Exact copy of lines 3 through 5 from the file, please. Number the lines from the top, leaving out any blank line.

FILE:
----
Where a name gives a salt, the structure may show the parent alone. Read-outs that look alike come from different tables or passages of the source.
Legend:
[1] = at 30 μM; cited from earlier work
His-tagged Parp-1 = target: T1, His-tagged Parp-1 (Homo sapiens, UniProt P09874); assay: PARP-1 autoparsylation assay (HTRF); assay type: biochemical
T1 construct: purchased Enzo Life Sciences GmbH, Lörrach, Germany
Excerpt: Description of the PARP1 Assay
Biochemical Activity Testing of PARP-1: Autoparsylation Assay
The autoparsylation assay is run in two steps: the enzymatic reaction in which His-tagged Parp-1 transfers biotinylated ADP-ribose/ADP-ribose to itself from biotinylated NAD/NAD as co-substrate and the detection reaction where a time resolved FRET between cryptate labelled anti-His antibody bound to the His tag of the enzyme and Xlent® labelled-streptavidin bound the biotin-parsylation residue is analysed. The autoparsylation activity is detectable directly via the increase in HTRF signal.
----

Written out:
[1] = at 30 μM; cited from earlier work
His-tagged Parp-1 = target: T1, His-tagged Parp-1 (Homo sapiens, UniProt P09874); assay: PARP-1 autoparsylation assay (HTRF); assay type: biochemical
T1 construct: purchased Enzo Life Sciences GmbH, Lörrach, Germany